Okay, maybe I should be.
As a male in society, there are certain habits and behaviors that I’m supposed to partake in and be happy with: mowing the yard, watching televised golf, drinking muscle milk, listening to Nickelback and Foo Fighters and playing video games with “my bros” with little-to-no dialogue because men bond better through activities than conversation. Well, no thank you.
While (after years of resentment) I find myself liking to mow the yard, I cannot truly attest to liking any of the latter. Muscle milk tastes like a chalk & Elmer’s glue cocktail, popular “rock” music sounds like the audition round of The X Factor, video games frustrate me because I’m stubborn and want to win without a challenge, and golf on TV is about as entertaining as watching The Tree of Life on mute – that is to say, there is a lot of greenery and boring silence.
I like to think of myself as a product of the aught age where the gender gap is beginning to narrow and androgyny is the new black. I enjoy building things with my hands and getting dirty on ATV treks, but I also enjoy browsing Target and long conversations over brunch about an online Amazon sale; “I’m the male voice of my generation,” says my inner Hannah Horvath. While most modern men aren’t as embarrassed by their feminine side as Don Draper-generations past, there is one thing that I only feel comfortable telling a few select female friends about: I am completely obsessed with Bravo’s The Real Housewives franchise.
There it is. The taboo statement has come out of the proverbial Dior-handbag-stuffed closet. I honestly do not know what it is about this franchise that keeps me tuning in, but I feel like it has to do with what Battlestar Galactica (manly man show!) preached throughout the entirety of the series run: all of this has happened before and all of this will happen again.
Week after week and city after city, the housewives play that statement like Wizard’s chess, instigating their signature quip of “drama,’ and demolishing whomever dare stand in their way. Words and insults are thrown like Chinese daggers, the ever-changing relationships and alliances could give the men of Tinker Tailor Soldier Spy a run for their money. And the glamorous 1% world that, as Americans, we’re supposed to aspire to be seem more like the playground harassment of elementary days.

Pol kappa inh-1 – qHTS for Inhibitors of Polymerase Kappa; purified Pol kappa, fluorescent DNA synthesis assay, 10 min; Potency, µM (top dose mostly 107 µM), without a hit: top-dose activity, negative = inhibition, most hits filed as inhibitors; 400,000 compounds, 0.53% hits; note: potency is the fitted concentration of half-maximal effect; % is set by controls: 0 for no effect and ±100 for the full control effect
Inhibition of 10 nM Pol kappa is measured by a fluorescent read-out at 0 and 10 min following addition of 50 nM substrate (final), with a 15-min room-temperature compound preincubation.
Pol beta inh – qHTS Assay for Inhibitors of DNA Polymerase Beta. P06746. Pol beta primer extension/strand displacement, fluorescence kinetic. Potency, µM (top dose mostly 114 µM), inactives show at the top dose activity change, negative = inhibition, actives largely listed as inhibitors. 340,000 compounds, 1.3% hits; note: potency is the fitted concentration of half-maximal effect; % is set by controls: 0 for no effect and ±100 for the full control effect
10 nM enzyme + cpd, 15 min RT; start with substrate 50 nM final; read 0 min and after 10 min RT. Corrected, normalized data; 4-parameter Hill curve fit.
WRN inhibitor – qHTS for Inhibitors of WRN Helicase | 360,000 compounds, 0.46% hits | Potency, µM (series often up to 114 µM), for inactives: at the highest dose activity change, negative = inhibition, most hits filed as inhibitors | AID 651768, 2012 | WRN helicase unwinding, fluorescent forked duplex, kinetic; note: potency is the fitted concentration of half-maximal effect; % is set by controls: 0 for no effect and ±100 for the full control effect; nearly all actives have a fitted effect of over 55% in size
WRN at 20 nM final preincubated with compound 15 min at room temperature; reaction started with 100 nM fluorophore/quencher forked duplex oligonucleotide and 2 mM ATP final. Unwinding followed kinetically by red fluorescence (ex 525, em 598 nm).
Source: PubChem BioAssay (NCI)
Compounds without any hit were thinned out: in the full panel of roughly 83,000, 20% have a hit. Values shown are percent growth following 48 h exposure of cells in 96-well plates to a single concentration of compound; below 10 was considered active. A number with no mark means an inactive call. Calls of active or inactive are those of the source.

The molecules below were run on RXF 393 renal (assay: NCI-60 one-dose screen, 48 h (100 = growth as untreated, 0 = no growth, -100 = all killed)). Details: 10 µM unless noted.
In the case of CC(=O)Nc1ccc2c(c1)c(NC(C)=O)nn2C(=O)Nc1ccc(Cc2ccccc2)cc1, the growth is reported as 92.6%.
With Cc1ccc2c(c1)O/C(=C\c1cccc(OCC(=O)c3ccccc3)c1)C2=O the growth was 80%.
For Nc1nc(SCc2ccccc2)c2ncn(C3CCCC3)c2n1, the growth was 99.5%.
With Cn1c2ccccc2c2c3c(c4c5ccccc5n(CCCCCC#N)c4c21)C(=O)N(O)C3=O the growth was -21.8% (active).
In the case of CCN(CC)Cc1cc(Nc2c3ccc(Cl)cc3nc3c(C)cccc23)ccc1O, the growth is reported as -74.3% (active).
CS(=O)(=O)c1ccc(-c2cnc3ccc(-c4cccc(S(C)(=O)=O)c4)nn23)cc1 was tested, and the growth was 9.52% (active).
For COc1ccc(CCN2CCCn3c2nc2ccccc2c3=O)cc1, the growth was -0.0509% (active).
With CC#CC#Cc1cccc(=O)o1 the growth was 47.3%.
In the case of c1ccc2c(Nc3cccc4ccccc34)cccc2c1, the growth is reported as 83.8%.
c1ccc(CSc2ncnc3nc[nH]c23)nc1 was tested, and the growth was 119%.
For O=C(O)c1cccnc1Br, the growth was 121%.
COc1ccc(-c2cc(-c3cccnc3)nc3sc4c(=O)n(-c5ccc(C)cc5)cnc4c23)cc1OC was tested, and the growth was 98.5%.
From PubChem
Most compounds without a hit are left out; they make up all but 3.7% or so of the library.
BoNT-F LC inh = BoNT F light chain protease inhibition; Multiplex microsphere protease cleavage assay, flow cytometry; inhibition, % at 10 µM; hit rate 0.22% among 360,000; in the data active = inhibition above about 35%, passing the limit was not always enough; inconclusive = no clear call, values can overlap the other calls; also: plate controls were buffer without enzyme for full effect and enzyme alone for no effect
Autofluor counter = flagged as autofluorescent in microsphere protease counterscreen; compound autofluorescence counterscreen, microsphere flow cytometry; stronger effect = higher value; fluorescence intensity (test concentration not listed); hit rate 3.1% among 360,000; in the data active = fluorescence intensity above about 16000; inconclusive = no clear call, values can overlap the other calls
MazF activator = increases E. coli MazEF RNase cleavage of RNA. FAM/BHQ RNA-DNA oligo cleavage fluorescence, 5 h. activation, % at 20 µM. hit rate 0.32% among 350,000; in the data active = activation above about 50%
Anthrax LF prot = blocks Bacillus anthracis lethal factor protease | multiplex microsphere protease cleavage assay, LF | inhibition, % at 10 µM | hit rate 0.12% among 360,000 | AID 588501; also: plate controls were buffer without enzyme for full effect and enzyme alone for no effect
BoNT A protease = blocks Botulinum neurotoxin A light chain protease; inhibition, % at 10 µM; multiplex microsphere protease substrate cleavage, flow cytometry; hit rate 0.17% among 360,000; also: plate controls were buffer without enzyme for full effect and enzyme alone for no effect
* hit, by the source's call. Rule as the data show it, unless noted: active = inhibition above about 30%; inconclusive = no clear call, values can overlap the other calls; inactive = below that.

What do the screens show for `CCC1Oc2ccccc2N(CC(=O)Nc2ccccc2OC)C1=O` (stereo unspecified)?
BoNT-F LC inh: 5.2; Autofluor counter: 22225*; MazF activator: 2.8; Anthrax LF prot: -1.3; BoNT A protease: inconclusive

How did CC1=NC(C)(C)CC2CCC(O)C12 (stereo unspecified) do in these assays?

When I watch the series I like to think of it as a collecting of data for my nonexistent book deal with Harper Collins about gender conflict. I’m learning how to decipher women and understand them better. When men fight, we throw a punch and it’s done. When women fight, it is catty, strategic, manipulative and oh-so-entertaining. If I ask you to bring wine to my charity fundraiser, I need to clarify that I want you to bring the wine to be donated, not to drink yourself. If you decide that you want to be a pop star instead of a hospital nurse, I need to be supportive instead of attacking your credit as a singer. When you start your own shoe line of overpriced high heels, it would be the most evil thing in the world for me to make a pun on words about the brand name. And the most important advice I’ve learned, never throw someone out of your party for being rude, it’ll come back to haunt you 3 episodes and one trip to St. Bart’s later.
While my enjoyment of this show definitely discredits my manhood, I don’t really care. We live in a world where an openly transgendered woman is competing for Miss America, men are staying home to raise kids, women are voting in elections more than men, and, hey, there was a time where dudes had frosted tips. I shouldn’t be afraid to tell people that I watch Housewives more than I should be afraid to tell them that I watch Dexter, Homeland, or American Horror Story. And if they give me crap for it, I’ll just tell them that I know plenty of guys who watched Gilmore Girls back in the day. Ok, it was only one guy, but still.
Featured image via Jezebel.com